Actors like Joju George and Lal got to play significant roles in recent Tamil films like Jagame Thandhiram and Karnan. The reverse is also true with many Tamil actors crossing over to Kerala to act in Malayalam films. But there’s a difference. In reverse, it’s more common for Tamil actors to be playing Tamilians themselves in Malayalam films, especially when they dub for these roles, rather than play Malayalis in them. Here’s a look at 15 such roles (and a few special mentions) where these actors stole the show from other actors.
Thiagarajan in Manu Uncle
Almost two decades before he played an over-protective gangster in Siddique’s Bodyguard, this stunt master-turned-actor played two great roles in the 80’s, both in Mammootty films. In Joshiy’s New Delhi, he played another gangster named Salem Vishnu, an important ally to GK’s (Mammootty’s) revenge plans. He later directed and starred in a spinoff based on this character, but it is his role as Gomas in Dennis Joseph’s children’s film Manu Uncle that would perhaps be remembered as his best in Malayalam. He is mysterious but also accessible and you can see why a kid would be intrigued by his cowboy-like demeanour. He’s a bad guy straight out of a Famous Five novel and his affected speech and costumes only helped create the larger than life image needed for this character.
Samuthirakani in Shikkar
M.Padmakumar’s Shikkar is a film that draws a lot of its atmosphere from the halo its ‘villain’ is able to generate for himself. Samuthirakani played Comrade Abdulla, a Naxal leader you immediately start rooting for when we see him in the flashback. And despite the fact that it is his followers that are out to ‘hunt’ down Mohanlal’s character and his daughter, we sort of feel like our loyalties are mixed up thanks to Samuthirakani’s performance. He is subtle, strong and likeable…all traits that help us understand why so many people are ready to both die and kill for him. Despite the film’s weaknesses, his performance remains a strong memory that made the film work for a lot of people.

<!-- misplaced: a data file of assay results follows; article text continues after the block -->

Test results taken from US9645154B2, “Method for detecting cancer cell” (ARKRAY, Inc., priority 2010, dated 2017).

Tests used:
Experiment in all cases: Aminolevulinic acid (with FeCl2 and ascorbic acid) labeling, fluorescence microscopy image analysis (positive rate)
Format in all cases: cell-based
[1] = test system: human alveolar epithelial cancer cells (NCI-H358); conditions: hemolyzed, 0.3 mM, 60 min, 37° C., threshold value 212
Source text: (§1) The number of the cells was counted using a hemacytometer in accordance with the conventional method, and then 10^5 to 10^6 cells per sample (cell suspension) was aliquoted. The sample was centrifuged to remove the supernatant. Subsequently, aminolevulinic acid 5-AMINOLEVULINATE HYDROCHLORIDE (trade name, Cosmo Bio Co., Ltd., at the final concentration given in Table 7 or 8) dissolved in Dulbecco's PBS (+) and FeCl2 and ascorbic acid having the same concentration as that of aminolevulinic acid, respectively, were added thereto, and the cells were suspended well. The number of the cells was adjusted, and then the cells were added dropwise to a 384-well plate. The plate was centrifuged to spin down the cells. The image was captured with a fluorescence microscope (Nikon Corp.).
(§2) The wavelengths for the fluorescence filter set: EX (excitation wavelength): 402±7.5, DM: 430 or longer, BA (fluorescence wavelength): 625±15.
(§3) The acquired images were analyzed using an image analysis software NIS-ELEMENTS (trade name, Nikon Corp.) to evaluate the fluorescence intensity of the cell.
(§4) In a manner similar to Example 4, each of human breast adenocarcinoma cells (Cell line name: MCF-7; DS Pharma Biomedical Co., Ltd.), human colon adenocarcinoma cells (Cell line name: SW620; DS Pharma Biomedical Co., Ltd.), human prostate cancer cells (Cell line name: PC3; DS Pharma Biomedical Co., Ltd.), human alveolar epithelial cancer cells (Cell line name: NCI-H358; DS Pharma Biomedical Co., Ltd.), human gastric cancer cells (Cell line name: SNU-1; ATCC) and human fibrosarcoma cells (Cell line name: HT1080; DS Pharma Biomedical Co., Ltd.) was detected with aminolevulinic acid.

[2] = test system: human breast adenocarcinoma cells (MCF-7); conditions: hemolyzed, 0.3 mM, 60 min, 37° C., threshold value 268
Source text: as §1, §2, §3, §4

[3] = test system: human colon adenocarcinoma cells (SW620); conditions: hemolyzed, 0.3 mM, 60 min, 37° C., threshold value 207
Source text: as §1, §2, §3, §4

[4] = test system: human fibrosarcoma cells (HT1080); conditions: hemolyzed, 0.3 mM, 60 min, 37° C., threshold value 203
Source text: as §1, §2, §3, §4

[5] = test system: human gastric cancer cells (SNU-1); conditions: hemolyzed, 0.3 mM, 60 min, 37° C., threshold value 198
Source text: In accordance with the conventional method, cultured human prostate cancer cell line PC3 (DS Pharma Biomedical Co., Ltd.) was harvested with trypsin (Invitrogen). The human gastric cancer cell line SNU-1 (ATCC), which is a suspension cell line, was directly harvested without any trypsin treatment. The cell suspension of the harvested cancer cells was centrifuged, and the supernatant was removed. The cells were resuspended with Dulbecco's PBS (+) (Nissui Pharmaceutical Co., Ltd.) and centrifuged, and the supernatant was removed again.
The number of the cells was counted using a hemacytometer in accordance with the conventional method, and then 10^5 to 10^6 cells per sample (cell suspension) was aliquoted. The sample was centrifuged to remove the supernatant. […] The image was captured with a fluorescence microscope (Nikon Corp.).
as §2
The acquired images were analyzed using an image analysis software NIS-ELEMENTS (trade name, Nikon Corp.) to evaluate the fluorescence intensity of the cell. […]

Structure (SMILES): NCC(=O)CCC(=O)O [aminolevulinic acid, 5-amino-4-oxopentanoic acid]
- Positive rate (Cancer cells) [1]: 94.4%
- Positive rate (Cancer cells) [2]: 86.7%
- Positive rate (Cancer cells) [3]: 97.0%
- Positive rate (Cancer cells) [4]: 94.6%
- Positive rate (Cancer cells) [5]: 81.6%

Pasupathy in Big B
Pasupathy would later go on to get his own films in Malayalam like Vairam and Madurai Bus No.66, but as a character artiste, we had already learnt to follow and appreciate this actor since he played the newly-appointed police officer in Big B. Curiously, his character was named ACP Balaji Sakthivel (the director of Kadhal) and it played a big role in planting Bilal (Mammootty) as a respectable sort of gangster. Also, his matter-of-fact attitude was important to make Vijayaraghavan’s police officer come across as comical in contrast. His heavily-accented Malayalam further added to his character’s originality.
Jeeva in Keerthi Chakra
Although more prominent than a character role, his ‘buddy’ role as Major Mahadevan’s (Mohanlal) trusted sidekick, made him a star in Kerala even before his breakout hits like Ko and SMS. He has a lovely song with Gopika and some fine action sequences. He also got a set of warm moments with friends and teammates, making his eventual death a painful blow to both us as well as its protagonists. So when he went on to become a star in Tamil, he already brought with him a set of fans from Kerala.
Sivaji Ganesan in Oru Yathra Mozhi
Among the legendary actor’s final performances was his role as Anantha Subramaniam in Prathap Pothan’s Oru Yathra Mozhi. His chemistry with Mohanlal in the first half of the film became a cinephile’s dream come true and for young Malayalis, this role would open many doors to discovering the actor’s great performances in Tamil. The freshness of ‘Kakkala Kannamma’, composed by Ilaiyaraaja, is another testament to the film and these two actors.
Rohini in Guppy
Rohini is an actress who we’ve all liked as the heroine in films like CID Unnikrishnan. But as a character actor, she has given us even more reasons to remain her fan. Her role in Diamond Necklace made her a strong support figure for the film’s morally ambiguous hero. She was even better when she herself entered into a moral grey zone in Action Hero Biju. But as Guppy’s mother in Guppy, she was heartbreakingly good, making the film a lot more powerful and intense.
Kovai Sarala in Niram
Kovai Sarala’s performance in Niram is one of the reasons why ‘shukriya’ means something else to Malayalees. She was hilarious as the dudebro domestic help who completely got Aby and Sona’s weird friendship. Her Kovai accent too was a major discovery for some of us who hadn’t yet seen her in films like Sathi Leelavati. Although she was offered some roles later, nothing came close to ‘Rukku’.